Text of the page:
Cognitive dissonance

This is a concept, unlike the song, where you consider yourself a contradiction. Cognitive incidents are very disconcerting, and sometimes wrenching experiences causing immense mental discomfort within an individual.

Although the name is very psychological, the concept is extremely simple. This is whereby an individual has two beliefs that are contradictory. Due to these two beliefs, which the person believes to be true, a person can be forced into a state of mental stalemate due to the outcome of evaluating these statements together.

For example...

Let’s take Bill. Bill has had an interesting relationship with his father, and Bill believes the following things;

  • 'My father loves me because he’s my dad'
  • 'My father physically abused me throughout my childhood'

Now, arguably, you could say that one is fact, the other is emotional in terms of its construction within Bill’s mind; however, to Bill, both of these statements have a strong sense of truth. Therefore, for these contrary beliefs, please bear in mind a very interesting psychological quandary - how can a person that loves me abuses me?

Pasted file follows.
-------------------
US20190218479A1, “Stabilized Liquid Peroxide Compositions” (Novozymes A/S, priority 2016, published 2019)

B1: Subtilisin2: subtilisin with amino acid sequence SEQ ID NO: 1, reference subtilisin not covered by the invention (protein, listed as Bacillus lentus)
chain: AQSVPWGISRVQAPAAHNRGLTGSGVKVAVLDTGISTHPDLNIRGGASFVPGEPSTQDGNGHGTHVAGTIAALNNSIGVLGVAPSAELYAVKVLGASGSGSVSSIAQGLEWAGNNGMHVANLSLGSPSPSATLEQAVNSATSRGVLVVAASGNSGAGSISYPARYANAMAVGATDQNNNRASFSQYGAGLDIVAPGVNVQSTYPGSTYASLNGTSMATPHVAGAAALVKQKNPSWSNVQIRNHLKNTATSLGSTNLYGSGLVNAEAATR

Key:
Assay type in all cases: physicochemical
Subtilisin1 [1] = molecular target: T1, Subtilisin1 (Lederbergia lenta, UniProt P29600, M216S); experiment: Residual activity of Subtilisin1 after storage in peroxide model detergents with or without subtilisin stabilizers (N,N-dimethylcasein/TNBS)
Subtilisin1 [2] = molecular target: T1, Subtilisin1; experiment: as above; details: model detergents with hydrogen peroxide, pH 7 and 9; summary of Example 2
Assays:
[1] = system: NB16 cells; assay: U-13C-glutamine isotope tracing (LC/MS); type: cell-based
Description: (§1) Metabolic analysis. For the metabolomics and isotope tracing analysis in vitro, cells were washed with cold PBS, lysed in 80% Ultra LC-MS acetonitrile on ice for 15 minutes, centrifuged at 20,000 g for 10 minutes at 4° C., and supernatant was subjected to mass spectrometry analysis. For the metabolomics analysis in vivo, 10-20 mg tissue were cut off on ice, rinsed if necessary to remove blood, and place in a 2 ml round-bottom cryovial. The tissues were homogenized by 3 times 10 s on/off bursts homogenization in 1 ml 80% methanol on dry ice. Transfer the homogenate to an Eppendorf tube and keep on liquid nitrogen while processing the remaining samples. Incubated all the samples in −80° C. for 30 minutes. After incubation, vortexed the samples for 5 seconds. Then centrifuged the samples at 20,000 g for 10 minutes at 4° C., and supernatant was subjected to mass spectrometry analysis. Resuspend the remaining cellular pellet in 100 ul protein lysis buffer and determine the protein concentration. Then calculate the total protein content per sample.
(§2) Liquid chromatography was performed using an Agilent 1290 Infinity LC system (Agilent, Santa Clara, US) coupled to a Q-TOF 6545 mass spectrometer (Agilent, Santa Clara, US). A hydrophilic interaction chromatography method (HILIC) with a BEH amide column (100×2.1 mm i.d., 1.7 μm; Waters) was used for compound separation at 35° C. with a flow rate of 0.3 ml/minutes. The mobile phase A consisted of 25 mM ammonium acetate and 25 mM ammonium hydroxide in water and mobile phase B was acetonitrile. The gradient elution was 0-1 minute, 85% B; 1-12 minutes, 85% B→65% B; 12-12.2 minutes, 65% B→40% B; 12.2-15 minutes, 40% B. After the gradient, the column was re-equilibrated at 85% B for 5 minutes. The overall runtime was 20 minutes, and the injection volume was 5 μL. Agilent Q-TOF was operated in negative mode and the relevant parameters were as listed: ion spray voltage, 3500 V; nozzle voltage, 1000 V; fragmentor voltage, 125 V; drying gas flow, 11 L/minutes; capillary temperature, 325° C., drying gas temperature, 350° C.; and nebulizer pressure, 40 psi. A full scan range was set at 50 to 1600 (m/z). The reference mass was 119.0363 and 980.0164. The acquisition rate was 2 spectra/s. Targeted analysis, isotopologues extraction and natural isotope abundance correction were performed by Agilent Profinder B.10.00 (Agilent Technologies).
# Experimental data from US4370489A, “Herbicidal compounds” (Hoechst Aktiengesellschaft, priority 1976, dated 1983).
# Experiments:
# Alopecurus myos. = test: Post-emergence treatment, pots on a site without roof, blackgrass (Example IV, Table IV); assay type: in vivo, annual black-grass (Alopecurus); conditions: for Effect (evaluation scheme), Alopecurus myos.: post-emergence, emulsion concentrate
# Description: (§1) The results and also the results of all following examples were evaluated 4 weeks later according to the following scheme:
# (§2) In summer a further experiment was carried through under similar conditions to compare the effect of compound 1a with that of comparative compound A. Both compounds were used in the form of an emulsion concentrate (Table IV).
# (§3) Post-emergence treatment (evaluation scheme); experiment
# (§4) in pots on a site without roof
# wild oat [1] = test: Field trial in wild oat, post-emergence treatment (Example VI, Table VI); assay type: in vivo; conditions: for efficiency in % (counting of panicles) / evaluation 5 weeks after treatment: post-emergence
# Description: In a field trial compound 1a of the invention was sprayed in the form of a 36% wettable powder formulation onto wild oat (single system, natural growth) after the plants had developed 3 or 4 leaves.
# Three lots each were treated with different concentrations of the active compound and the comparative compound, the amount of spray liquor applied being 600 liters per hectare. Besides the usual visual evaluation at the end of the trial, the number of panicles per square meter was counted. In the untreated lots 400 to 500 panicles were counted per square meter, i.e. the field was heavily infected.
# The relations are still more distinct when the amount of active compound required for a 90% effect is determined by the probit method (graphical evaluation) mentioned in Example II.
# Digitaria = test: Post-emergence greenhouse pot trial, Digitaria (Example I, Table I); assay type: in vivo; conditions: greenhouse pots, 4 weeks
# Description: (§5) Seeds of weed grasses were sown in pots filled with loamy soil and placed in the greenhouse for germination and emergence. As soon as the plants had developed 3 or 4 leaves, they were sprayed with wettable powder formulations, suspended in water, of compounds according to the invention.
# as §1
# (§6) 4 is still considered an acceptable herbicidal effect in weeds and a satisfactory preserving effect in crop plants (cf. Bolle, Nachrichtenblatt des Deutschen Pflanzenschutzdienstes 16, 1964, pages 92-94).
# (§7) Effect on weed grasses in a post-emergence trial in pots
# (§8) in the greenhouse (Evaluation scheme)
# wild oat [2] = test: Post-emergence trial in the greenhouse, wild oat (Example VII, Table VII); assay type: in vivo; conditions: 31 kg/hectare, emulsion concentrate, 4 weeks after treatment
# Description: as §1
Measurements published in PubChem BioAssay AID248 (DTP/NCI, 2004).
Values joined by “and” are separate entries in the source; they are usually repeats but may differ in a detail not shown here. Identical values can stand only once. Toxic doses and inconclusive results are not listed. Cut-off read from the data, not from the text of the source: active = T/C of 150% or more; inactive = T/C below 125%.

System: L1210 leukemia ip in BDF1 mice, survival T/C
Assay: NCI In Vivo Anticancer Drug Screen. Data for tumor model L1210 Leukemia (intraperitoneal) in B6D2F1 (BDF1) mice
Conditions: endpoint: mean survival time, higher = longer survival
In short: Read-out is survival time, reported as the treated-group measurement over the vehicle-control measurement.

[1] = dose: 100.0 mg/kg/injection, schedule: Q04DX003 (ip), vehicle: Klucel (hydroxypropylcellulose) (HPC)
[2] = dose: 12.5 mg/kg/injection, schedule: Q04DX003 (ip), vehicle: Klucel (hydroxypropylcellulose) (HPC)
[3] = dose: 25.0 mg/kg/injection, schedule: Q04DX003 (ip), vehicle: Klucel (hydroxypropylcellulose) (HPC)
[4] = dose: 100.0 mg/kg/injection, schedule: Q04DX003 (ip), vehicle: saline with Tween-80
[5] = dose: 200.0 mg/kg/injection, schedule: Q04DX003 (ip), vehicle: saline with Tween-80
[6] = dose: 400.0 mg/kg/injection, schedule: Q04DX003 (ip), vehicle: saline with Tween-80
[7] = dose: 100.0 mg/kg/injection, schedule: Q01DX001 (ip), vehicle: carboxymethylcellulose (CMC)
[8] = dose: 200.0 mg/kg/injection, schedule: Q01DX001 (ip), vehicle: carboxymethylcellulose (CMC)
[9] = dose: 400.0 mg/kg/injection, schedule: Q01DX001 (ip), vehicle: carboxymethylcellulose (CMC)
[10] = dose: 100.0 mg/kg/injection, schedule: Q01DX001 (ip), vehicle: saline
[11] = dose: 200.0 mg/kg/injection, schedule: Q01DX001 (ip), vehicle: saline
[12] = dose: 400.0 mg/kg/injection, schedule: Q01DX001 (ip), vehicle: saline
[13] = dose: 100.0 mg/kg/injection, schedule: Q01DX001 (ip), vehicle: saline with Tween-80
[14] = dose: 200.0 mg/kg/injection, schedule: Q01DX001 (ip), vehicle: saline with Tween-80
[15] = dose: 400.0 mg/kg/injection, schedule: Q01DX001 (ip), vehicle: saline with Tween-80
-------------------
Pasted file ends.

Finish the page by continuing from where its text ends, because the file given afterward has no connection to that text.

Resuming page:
This question can lead to some intriguing and obscure errors in thinking, and this particular dissonance can lead you into three possible relationships with reality.

1. A consonant relationship - the thoughts of the actions are consistent with each other. Bill will show his love by not seeing his father and causing further upset for himself or his father.

2. An irrelevant relationship -the thoughts are not connected in any way, and they are unrelated (I need to buy a chicken for my dinner, my dad loves me).

3. A dissonant relationship - whether thoughts are inconsistent with each other. 'I don’t want to see my father because he abuses me'... and then Bill goes round regularly to see him anyway.